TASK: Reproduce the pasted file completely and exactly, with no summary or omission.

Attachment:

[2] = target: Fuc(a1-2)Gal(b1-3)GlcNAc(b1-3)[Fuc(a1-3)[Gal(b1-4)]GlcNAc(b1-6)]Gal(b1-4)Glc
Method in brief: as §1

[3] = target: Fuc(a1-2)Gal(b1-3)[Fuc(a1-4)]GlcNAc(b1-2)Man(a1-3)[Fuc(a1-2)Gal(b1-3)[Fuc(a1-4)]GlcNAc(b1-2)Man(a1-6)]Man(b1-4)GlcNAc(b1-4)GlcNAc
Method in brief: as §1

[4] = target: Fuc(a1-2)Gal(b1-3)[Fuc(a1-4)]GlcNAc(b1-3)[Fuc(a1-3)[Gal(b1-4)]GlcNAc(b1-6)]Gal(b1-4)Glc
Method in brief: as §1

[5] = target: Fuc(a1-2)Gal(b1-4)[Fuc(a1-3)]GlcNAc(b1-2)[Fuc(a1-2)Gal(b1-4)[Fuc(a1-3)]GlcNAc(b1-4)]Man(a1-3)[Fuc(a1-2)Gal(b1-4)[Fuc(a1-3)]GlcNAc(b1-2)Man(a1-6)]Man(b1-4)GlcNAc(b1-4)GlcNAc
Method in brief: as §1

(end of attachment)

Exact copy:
[2] = target: Fuc(a1-2)Gal(b1-3)GlcNAc(b1-3)[Fuc(a1-3)[Gal(b1-4)]GlcNAc(b1-6)]Gal(b1-4)Glc
Method in brief: as §1

[3] = target: Fuc(a1-2)Gal(b1-3)[Fuc(a1-4)]GlcNAc(b1-2)Man(a1-3)[Fuc(a1-2)Gal(b1-3)[Fuc(a1-4)]GlcNAc(b1-2)Man(a1-6)]Man(b1-4)GlcNAc(b1-4)GlcNAc
Method in brief: as §1

[4] = target: Fuc(a1-2)Gal(b1-3)[Fuc(a1-4)]GlcNAc(b1-3)[Fuc(a1-3)[Gal(b1-4)]GlcNAc(b1-6)]Gal(b1-4)Glc
Method in brief: as §1

[5] = target: Fuc(a1-2)Gal(b1-4)[Fuc(a1-3)]GlcNAc(b1-2)[Fuc(a1-2)Gal(b1-4)[Fuc(a1-3)]GlcNAc(b1-4)]Man(a1-3)[Fuc(a1-2)Gal(b1-4)[Fuc(a1-3)]GlcNAc(b1-2)Man(a1-6)]Man(b1-4)GlcNAc(b1-4)GlcNAc
Method in brief: as §1